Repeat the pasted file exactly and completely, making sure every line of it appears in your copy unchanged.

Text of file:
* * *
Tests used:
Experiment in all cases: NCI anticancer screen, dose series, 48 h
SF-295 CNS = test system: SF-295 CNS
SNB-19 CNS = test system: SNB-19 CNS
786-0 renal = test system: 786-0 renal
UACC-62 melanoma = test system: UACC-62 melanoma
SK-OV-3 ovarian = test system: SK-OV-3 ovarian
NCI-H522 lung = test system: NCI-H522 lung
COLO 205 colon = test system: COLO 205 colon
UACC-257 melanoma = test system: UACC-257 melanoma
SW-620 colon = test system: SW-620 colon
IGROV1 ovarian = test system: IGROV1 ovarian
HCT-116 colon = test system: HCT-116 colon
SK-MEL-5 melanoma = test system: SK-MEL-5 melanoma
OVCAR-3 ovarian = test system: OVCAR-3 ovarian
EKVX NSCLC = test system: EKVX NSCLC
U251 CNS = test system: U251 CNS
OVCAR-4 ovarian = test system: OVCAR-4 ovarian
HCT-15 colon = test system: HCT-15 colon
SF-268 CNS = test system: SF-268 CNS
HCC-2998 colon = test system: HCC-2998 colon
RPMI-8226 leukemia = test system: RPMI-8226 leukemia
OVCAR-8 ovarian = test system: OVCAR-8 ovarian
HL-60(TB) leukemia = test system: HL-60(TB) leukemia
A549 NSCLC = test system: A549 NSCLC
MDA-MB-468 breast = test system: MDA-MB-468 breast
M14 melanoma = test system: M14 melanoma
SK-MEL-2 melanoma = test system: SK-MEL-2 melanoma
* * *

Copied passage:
Tests used:
Experiment in all cases: NCI anticancer screen, dose series, 48 h
SF-295 CNS = test system: SF-295 CNS
SNB-19 CNS = test system: SNB-19 CNS
786-0 renal = test system: 786-0 renal
UACC-62 melanoma = test system: UACC-62 melanoma
SK-OV-3 ovarian = test system: SK-OV-3 ovarian
NCI-H522 lung = test system: NCI-H522 lung
COLO 205 colon = test system: COLO 205 colon
UACC-257 melanoma = test system: UACC-257 melanoma
SW-620 colon = test system: SW-620 colon
IGROV1 ovarian = test system: IGROV1 ovarian
HCT-116 colon = test system: HCT-116 colon
SK-MEL-5 melanoma = test system: SK-MEL-5 melanoma
OVCAR-3 ovarian = test system: OVCAR-3 ovarian
EKVX NSCLC = test system: EKVX NSCLC
U251 CNS = test system: U251 CNS
OVCAR-4 ovarian = test system: OVCAR-4 ovarian
HCT-15 colon = test system: HCT-15 colon
SF-268 CNS = test system: SF-268 CNS
HCC-2998 colon = test system: HCC-2998 colon
RPMI-8226 leukemia = test system: RPMI-8226 leukemia
OVCAR-8 ovarian = test system: OVCAR-8 ovarian
HL-60(TB) leukemia = test system: HL-60(TB) leukemia
A549 NSCLC = test system: A549 NSCLC
MDA-MB-468 breast = test system: MDA-MB-468 breast
M14 melanoma = test system: M14 melanoma
SK-MEL-2 melanoma = test system: SK-MEL-2 melanoma